In doing so, Born said, they likely violated his rights. O'Malley, however, said Blake initially told authorities he did not want to speak to either Born or Born's partner.
Blake had worked the night shift at Brown's until about a week before the killings. He was fired after a confrontation with one of the owners and had vowed to get even with his former bosses, according to sources.
In announcing Blake's release, Born said the Fremd High School graduate answered all police questions and was able to account for his activities the night of the murder.
"His whereabouts were exceedingly checked and double-checked by all law enforcement officials," Born said. "Based on that, obviously they concluded he had no connections with these murders."
O'Malley confirmed that authorities had checked out Blake's alibi. "All I want to tell you is that the questions about Mr. Blake we did answer," he said. "And we have no basis to charge him. And that includes talking to people who said they were with him at the time we are convinced the murders happened."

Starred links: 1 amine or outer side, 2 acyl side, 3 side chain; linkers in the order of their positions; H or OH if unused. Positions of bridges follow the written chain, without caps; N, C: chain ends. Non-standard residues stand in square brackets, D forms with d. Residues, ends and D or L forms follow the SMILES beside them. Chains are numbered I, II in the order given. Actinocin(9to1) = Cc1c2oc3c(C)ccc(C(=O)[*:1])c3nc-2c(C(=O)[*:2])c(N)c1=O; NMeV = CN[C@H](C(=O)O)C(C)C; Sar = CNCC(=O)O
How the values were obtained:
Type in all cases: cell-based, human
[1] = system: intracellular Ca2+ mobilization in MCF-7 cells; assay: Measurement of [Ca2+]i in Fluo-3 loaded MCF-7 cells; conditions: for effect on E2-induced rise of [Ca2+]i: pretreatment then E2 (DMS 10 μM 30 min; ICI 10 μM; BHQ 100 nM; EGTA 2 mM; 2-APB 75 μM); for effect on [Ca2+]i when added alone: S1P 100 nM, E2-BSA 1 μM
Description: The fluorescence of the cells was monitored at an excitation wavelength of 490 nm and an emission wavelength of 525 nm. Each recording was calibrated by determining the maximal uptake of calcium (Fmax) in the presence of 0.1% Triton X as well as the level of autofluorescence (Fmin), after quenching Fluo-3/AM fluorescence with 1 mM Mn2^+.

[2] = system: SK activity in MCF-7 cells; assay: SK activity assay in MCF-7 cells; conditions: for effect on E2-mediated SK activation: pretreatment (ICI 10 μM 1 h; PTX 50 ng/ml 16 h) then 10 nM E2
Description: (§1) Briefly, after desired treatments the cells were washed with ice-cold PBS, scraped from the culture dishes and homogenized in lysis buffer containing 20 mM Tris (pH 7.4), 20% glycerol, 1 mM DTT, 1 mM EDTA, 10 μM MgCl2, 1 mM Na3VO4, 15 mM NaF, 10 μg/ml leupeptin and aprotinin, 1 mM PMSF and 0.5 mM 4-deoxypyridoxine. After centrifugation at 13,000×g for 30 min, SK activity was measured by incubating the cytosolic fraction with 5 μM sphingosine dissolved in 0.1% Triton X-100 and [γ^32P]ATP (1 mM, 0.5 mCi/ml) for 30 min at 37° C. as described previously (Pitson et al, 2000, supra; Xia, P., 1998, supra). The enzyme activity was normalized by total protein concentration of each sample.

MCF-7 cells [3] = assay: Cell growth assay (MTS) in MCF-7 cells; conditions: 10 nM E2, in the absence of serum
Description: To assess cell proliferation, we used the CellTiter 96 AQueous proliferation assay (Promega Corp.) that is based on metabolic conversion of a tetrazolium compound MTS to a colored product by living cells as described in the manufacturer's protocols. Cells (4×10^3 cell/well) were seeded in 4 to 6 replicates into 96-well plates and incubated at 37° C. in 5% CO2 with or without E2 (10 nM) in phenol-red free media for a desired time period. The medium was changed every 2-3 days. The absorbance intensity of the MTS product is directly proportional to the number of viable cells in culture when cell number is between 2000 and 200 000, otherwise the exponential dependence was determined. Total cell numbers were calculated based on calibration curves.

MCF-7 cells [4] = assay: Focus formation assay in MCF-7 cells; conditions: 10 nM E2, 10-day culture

Born said his client was happy his interrogation was over. "He is very relieved," Born said. "He is very relieved to be going home."
Blake returned to his father's home in Inverness and Born told reporters gathered there that Blake will speak to the news media today. Authorities placed no restrictions on his travel.
O'Malley, meanwhile, said area businesses should tighten security. "The businesses ought to take extra precautions,'' he said. "The police department is taking extra precautions."
Deputy Police Chief Walt Gasior said earlier that Palatine police have stepped up routine patrols as well as devoting many man-hours to the investigation.
And about 50 local restaurant managers met with village officials, police and chamber of commerce representatives to discuss security Monday.